Generally speaking you should not spend time choosing your own color palette as there are many resources for choosing palettes of colors that “work well together” (under a variety of criteria). In R, colors may be chosen individually or as part of a larger palette. We will discuss colors more in this module.
Choosing Individual Colors
You can choose one of the 657 named colors in R (e.g.,
from Greg Gilbert Lab
You can choose a color by specifying its hexadecimal code (e.g.,
color="#CC3300"). Here is a more comprehensive showing of colors by hexadecimal code.
Choosing Colors as a Palette
Two simple color-blind-friendly palettes are shown below, with R code to produce a vector with the colors (from cookbook-r).
# The palette with grey: cbPalette <- c("#999999","#E69F00","#56B4E9","#009E73", "#F0E442","#0072B2","#D55E00","#CC79A7")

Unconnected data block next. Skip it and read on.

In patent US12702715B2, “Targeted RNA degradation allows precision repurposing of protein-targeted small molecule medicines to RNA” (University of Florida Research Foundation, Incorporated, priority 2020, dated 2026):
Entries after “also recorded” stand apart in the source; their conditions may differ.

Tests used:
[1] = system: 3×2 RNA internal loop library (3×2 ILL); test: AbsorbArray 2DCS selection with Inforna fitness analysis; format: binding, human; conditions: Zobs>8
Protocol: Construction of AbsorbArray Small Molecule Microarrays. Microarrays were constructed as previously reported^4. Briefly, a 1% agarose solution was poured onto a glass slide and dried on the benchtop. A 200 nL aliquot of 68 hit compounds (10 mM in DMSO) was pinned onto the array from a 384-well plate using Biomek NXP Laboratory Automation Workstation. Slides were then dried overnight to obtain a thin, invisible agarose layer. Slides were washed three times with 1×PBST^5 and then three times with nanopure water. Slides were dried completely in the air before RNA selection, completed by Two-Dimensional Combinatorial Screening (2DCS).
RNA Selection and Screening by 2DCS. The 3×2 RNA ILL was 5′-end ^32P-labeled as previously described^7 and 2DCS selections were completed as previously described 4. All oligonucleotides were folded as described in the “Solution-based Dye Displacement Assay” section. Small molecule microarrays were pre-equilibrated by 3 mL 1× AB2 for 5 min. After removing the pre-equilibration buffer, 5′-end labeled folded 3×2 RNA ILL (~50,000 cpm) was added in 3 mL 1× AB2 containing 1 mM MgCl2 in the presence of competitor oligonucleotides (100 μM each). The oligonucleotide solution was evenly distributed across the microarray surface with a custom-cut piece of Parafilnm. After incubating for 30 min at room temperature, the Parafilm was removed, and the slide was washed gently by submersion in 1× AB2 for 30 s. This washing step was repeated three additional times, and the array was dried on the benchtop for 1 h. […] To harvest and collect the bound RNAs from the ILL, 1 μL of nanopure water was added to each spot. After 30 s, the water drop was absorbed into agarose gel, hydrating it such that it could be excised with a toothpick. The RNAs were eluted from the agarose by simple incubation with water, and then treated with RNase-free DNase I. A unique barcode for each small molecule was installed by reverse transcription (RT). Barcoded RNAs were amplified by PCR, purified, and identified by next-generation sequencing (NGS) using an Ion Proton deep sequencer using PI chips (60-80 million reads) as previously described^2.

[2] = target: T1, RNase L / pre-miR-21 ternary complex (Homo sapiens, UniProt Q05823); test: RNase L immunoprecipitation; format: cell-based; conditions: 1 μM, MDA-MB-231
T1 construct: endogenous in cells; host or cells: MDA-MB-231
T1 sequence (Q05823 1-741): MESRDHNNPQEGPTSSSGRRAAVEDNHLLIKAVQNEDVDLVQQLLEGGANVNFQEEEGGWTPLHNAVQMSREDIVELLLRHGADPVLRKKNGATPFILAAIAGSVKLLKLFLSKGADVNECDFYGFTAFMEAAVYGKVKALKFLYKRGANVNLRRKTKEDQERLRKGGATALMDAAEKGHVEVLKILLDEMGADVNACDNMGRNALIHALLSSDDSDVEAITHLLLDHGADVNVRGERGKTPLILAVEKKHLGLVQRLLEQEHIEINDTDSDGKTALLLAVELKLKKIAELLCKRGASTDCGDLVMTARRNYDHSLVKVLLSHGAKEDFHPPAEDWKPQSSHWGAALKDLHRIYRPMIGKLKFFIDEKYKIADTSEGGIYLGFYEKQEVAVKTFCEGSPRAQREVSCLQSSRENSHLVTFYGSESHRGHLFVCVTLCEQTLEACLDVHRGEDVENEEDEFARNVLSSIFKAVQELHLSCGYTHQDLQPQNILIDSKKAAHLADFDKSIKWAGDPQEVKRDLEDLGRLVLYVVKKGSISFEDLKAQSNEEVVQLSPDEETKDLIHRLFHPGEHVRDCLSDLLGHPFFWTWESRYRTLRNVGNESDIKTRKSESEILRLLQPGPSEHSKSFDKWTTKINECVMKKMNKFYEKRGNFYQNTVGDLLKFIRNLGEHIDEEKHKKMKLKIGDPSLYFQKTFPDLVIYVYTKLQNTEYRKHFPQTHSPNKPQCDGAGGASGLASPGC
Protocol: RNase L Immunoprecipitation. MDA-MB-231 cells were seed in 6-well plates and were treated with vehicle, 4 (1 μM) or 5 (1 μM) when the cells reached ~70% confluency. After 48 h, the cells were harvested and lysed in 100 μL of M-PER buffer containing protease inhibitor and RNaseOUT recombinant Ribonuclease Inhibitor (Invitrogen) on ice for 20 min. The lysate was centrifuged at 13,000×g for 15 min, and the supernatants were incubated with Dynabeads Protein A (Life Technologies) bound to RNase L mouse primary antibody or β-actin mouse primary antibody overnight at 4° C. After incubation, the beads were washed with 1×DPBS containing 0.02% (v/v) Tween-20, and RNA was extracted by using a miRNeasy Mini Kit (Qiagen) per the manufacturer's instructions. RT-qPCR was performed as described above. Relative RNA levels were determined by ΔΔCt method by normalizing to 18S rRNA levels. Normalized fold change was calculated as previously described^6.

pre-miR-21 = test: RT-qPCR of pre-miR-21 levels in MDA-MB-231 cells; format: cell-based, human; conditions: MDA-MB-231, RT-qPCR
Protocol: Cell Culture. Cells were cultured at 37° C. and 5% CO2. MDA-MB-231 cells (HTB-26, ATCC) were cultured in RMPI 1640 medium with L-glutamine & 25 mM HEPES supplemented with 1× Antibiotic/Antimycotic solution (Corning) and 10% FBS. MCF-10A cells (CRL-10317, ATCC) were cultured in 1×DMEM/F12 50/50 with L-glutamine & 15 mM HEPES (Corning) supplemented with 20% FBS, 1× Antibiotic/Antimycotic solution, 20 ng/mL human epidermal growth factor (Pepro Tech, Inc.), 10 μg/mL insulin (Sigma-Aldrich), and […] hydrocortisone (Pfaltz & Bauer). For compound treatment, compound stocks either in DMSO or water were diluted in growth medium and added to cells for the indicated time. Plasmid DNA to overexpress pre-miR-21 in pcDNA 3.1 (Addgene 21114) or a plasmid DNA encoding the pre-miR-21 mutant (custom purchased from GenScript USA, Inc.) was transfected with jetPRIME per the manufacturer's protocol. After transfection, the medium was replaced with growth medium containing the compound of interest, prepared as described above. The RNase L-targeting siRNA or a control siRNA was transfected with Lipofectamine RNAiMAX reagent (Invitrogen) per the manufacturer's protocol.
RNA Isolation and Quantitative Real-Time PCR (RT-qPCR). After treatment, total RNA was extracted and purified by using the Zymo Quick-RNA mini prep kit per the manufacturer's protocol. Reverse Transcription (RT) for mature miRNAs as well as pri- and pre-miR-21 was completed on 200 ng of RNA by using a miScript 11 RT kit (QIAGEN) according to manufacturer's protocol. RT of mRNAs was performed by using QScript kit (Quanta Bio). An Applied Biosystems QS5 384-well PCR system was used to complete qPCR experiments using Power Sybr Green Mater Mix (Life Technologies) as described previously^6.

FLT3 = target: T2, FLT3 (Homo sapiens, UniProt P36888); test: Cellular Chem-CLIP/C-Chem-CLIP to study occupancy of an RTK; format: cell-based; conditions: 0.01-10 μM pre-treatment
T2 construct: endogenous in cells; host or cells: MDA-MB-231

# The palette with black: cbbPalette <- c("#000000","#E69F00","#56B4E9","#009E73", "#F0E442","#0072B2","#D55E00","#CC79A7")
Other sources of palettes are listed below:
- Paletteer Gallery: Gallery of palettes built into R and R packages.
- Colorspace package in R: An R toolbox for manipulating and assessing colors and palettes. A demonstration for using directly in R.
- HCL Wizard: Software to develop palettes and emulate what a graph would look like to multiple types of color deficiency (i.e,. color-blindness).
- ColorBrewer 2.0: A classic method of choosing a palette.
- Color Pallette Generator: Generates a color palette from one user-provided color.
- Color Thief: Software to generate a palette from an image.
- Color Calculator: Generate color scheme by choosing base colors and a “harmony.”